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July 2022 Object of Month

John Hobbs | Published on 9/5/2022

OBSERVERS CHALLENGE JULY 2022

by Glenn Chaple

NGC 6210 Planetary Nebula in Ursa Hercules  (Magnitude 8.8; Size 20” X 13”)

 

            A majority of the non-Messier deep sky objects featured in the Observer’s Challenge were discovered by the German-English astronomer William Herschel during surveys conducted in the latter part of the 18th century and early years of the 19th. One of Herschel’s more notable “misses” was this month’s Challenge, the bright planetary nebula NGC 6210 in Hercules. Perhaps its relatively small size (a mere 20 by 13 arc-seconds and almost stellar-looking when viewed with low magnification) was to blame. But Herschel was able to detect the non-stellar appearance of Uranus when he discovered the planet in 1781, and its disc is just 4 arc-seconds across. Whatever the reason, NGC 6210 remained undetected until stumbled upon by the German-born Russian astronomer Wilhelm Struve while searching for double stars in 1825.

            NGC 6210, nick-named the “Turtle Nebula” for its appearance in astroimages and visually through large-aperture scopes, is situated south of the “Keystone” of Hercules at 2000.0 coordinates RA 16h44m29.5s and Dec +23o47’59.5”. It’s about 4 degrees northeast of the 3rd magnitude star beta (β) Herculis, a good starting point for star-hoppers working with a low-power eyepiece (refer to Finder Chart B). Youll know youve hit the mark when you arrive at a thin triangle 18 arc-minutes long and comprised of two 7th magnitude stars and a slightly out-of-focus 9th magnitude object (NGC 6210).

            Even the smallest of astronomical telescopes will pick up NGC 6210. I first saw it on the evening of May 27, 1978, using a 3-inch f/10 reflector. In my logbook, I wrote, “At 30X, this object is still nearly star-like. At 60X, it seems more diffuse, and at 120X is definitely nebulous.”          I saw no indication of color.

            Recently, I returned to NGC 6210 with a 10-inch f/5 reflector. Again, low power (this time, 40X) revealed little more than a near-stellar image. A switch to higher magnification (208X) brought out a slightly bluish hue, but there was no sign of the outer extensions that form the “Turtle’s” head and appendages. I also failed to pick out the 13th magnitude central star. Darker skies (mine had a limiting magnitude of 5) and/or more aperture would have done the trick.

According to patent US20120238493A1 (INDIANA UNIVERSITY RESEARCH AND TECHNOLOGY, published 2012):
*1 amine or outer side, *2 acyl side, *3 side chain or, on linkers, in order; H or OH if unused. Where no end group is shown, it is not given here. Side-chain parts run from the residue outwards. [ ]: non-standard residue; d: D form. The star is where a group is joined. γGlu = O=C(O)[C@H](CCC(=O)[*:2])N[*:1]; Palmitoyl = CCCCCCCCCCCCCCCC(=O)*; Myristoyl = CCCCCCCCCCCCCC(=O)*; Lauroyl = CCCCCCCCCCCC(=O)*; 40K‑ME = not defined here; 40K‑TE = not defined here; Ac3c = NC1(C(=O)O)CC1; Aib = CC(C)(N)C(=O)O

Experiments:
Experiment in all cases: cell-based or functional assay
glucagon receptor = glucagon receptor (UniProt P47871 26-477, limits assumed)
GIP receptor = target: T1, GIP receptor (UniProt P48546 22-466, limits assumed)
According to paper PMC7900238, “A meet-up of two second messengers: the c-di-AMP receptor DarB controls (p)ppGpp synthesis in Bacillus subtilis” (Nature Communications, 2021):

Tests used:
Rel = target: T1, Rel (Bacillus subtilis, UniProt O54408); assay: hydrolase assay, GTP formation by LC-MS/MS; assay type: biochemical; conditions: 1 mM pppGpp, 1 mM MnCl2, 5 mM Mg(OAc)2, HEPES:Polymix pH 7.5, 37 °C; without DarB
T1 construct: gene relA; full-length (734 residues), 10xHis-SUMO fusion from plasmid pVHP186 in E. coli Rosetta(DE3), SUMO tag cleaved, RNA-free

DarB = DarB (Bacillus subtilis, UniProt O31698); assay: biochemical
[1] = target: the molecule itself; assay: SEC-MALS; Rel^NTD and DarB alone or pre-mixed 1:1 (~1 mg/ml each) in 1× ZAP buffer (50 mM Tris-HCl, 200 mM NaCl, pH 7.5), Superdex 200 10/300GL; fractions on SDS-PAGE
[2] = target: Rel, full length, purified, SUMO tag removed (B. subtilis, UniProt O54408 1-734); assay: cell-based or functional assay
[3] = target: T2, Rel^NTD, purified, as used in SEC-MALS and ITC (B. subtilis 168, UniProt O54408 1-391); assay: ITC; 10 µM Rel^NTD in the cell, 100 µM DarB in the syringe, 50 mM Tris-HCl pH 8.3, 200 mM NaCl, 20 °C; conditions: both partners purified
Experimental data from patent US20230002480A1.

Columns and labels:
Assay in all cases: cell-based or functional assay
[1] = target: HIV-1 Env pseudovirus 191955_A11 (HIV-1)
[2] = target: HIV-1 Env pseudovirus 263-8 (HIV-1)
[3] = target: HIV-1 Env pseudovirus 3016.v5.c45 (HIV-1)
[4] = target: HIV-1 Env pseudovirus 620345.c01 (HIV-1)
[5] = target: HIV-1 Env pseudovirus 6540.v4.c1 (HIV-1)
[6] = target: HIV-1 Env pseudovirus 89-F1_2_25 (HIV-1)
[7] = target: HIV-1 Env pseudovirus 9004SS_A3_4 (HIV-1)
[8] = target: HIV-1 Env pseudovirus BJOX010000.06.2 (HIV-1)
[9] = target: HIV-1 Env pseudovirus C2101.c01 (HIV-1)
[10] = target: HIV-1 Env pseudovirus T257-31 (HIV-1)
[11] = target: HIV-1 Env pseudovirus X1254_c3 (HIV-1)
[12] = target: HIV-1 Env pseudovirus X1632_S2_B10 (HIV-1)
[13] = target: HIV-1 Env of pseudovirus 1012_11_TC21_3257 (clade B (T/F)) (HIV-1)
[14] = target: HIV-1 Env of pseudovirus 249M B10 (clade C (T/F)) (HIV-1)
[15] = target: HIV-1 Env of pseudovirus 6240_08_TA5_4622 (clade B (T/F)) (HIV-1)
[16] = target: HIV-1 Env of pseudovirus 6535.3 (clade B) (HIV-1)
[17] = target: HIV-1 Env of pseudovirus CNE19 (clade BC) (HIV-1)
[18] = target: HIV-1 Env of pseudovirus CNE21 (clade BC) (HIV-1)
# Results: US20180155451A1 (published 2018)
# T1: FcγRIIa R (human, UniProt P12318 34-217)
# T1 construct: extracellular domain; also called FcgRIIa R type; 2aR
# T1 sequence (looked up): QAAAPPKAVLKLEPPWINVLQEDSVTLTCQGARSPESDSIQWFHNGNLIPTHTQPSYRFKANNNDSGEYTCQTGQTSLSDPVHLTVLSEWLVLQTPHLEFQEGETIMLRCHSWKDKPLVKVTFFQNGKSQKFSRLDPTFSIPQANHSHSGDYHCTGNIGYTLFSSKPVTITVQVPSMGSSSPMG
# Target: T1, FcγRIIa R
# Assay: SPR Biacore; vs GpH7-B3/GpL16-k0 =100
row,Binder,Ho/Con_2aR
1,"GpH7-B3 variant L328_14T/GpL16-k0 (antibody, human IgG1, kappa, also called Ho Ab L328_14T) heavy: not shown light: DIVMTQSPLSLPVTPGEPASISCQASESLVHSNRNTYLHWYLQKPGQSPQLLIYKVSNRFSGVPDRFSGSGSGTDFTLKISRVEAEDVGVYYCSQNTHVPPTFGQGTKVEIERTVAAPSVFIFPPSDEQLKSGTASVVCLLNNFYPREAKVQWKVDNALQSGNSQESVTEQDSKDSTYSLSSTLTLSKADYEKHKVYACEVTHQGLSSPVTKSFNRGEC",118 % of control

After giving NGC 6210 its due respect, turn your gaze to the 7th magnitude triangle member that lies 18 arc-minutes south and slightly west. This is the tight double star Struve 2094 (Σ2094). Its magnitude 7.5 and 7.9 component stars are just 1.1 arc-seconds apart, so I recommend using a scope with minimum aperture of 4 inches and a magnifying power of at least 200X on an evening when the seeing conditions are as steady as possible. An 11.7-magnitude third component lies 25 arc-seconds northwest of the main pair.

            NGC 6210 is about 6500 light years away. The bright central portion is roughly one-half light year in diameter, while the “Turtle” spans 1.6 light years.

           

 

 

 

 

NGC6210 Finder Charts

A

                                                                                       

                                                                                      B

Chart created using the AAVSO’s Variable Star Plotter (VSP). The location of NGC 6210 is marked with a crosshair. Numbers are stellar magnitudes, decimals omitted. The 2.8 magnitude star is beta (β) Herculis. Stars plotted to 10th magnitude. North is up in this 4 X 4 degree field. The star just below and slightly right of NGC 6210 is Struve 2094.

 

 

 

NGC 6210 Images

Image by Mario Motta, MD (ATMoB) taken with H alpha and O3 filters, each about 1 hour, through 32 inch scope with an ASI 6200 camera.

 

 

 

 

 

 

 

 

 

 

 

 

 

 

 

 

 

Sketch by Glenn Chaple (ATMoB)